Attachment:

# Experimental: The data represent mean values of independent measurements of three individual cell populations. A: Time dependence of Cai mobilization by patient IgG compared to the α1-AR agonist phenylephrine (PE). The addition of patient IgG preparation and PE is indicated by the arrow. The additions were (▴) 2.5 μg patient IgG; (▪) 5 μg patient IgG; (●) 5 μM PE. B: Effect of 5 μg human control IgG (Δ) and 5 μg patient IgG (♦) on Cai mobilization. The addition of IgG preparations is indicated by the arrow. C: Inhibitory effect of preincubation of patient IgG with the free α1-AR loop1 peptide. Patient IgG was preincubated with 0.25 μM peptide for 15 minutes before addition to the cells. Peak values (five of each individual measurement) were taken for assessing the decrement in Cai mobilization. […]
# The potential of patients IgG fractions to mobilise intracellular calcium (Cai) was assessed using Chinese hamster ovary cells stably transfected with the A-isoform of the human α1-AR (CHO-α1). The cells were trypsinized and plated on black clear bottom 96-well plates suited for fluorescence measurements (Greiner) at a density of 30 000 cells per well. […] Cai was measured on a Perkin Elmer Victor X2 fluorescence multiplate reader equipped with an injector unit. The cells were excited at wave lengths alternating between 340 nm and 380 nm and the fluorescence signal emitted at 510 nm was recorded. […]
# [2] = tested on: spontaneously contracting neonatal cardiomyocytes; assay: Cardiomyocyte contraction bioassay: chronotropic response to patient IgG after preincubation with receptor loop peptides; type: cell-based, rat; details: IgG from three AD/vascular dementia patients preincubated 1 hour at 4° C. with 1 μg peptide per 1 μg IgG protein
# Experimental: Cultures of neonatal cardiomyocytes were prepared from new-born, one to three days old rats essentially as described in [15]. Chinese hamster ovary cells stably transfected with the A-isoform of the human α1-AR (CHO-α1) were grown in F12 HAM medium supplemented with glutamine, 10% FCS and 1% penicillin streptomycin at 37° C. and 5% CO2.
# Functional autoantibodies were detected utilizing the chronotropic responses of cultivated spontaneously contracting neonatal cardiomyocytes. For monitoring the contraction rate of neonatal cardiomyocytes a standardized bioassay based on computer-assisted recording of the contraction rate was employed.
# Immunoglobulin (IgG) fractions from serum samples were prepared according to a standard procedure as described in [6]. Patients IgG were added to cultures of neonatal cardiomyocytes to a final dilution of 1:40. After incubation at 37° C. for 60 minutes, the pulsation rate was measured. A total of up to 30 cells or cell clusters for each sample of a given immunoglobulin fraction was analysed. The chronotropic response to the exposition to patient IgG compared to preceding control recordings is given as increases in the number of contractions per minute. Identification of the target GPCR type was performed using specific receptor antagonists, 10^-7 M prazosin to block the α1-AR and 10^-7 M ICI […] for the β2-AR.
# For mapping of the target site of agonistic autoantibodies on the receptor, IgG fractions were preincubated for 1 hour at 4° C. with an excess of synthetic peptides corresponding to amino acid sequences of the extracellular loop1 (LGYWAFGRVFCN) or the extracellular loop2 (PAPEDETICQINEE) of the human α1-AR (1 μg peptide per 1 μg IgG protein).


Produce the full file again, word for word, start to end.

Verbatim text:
# Experimental: The data represent mean values of independent measurements of three individual cell populations. A: Time dependence of Cai mobilization by patient IgG compared to the α1-AR agonist phenylephrine (PE). The addition of patient IgG preparation and PE is indicated by the arrow. The additions were (▴) 2.5 μg patient IgG; (▪) 5 μg patient IgG; (●) 5 μM PE. B: Effect of 5 μg human control IgG (Δ) and 5 μg patient IgG (♦) on Cai mobilization. The addition of IgG preparations is indicated by the arrow. C: Inhibitory effect of preincubation of patient IgG with the free α1-AR loop1 peptide. Patient IgG was preincubated with 0.25 μM peptide for 15 minutes before addition to the cells. Peak values (five of each individual measurement) were taken for assessing the decrement in Cai mobilization. […]
# The potential of patients IgG fractions to mobilise intracellular calcium (Cai) was assessed using Chinese hamster ovary cells stably transfected with the A-isoform of the human α1-AR (CHO-α1). The cells were trypsinized and plated on black clear bottom 96-well plates suited for fluorescence measurements (Greiner) at a density of 30 000 cells per well. […] Cai was measured on a Perkin Elmer Victor X2 fluorescence multiplate reader equipped with an injector unit. The cells were excited at wave lengths alternating between 340 nm and 380 nm and the fluorescence signal emitted at 510 nm was recorded. […]
# [2] = tested on: spontaneously contracting neonatal cardiomyocytes; assay: Cardiomyocyte contraction bioassay: chronotropic response to patient IgG after preincubation with receptor loop peptides; type: cell-based, rat; details: IgG from three AD/vascular dementia patients preincubated 1 hour at 4° C. with 1 μg peptide per 1 μg IgG protein
# Experimental: Cultures of neonatal cardiomyocytes were prepared from new-born, one to three days old rats essentially as described in [15]. Chinese hamster ovary cells stably transfected with the A-isoform of the human α1-AR (CHO-α1) were grown in F12 HAM medium supplemented with glutamine, 10% FCS and 1% penicillin streptomycin at 37° C. and 5% CO2.
# Functional autoantibodies were detected utilizing the chronotropic responses of cultivated spontaneously contracting neonatal cardiomyocytes. For monitoring the contraction rate of neonatal cardiomyocytes a standardized bioassay based on computer-assisted recording of the contraction rate was employed.
# Immunoglobulin (IgG) fractions from serum samples were prepared according to a standard procedure as described in [6]. Patients IgG were added to cultures of neonatal cardiomyocytes to a final dilution of 1:40. After incubation at 37° C. for 60 minutes, the pulsation rate was measured. A total of up to 30 cells or cell clusters for each sample of a given immunoglobulin fraction was analysed. The chronotropic response to the exposition to patient IgG compared to preceding control recordings is given as increases in the number of contractions per minute. Identification of the target GPCR type was performed using specific receptor antagonists, 10^-7 M prazosin to block the α1-AR and 10^-7 M ICI […] for the β2-AR.
# For mapping of the target site of agonistic autoantibodies on the receptor, IgG fractions were preincubated for 1 hour at 4° C. with an excess of synthetic peptides corresponding to amino acid sequences of the extracellular loop1 (LGYWAFGRVFCN) or the extracellular loop2 (PAPEDETICQINEE) of the human α1-AR (1 μg peptide per 1 μg IgG protein).